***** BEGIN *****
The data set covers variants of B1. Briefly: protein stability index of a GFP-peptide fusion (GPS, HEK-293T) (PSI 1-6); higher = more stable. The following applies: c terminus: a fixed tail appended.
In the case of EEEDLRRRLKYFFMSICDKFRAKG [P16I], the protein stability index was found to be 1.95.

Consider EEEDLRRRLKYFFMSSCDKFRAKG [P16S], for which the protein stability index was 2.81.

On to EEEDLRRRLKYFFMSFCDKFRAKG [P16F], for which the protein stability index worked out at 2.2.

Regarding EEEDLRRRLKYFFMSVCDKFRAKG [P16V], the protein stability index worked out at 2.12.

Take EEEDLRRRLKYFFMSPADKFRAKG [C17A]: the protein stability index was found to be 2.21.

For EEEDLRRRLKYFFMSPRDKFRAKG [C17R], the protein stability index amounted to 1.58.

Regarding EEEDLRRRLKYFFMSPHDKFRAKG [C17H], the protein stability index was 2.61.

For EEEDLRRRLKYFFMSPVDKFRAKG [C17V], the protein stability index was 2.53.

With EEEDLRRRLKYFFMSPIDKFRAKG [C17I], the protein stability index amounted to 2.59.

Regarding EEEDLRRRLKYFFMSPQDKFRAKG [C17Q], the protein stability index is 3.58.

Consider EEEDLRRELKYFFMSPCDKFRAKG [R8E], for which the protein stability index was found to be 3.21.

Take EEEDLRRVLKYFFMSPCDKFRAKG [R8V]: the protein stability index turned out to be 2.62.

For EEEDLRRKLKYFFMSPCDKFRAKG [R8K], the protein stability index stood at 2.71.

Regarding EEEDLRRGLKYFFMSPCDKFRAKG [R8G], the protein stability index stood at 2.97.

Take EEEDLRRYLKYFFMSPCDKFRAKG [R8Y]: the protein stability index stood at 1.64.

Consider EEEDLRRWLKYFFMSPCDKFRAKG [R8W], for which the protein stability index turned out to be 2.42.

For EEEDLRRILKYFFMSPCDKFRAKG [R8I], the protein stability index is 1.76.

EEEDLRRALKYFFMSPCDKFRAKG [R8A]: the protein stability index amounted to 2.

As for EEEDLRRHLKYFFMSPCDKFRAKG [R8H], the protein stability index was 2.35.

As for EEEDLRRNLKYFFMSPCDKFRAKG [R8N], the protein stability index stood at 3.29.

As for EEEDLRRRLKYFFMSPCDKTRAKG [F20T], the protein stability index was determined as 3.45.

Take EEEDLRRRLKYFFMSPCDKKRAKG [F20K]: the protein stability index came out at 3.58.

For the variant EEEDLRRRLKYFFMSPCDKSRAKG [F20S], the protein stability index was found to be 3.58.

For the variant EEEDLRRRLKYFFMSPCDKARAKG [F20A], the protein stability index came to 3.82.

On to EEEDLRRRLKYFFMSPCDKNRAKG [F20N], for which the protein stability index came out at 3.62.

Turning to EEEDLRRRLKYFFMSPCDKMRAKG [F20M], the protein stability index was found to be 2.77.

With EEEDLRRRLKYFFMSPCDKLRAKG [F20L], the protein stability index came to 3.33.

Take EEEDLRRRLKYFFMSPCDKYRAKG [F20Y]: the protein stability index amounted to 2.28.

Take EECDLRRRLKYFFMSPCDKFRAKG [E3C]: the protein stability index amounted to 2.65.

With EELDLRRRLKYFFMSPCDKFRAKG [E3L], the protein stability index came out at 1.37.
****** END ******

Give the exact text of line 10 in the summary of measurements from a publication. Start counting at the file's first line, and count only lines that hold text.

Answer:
With EEEDLRRRLKYFFMSPIDKFRAKG [C17I], the protein stability index amounted to 2.59.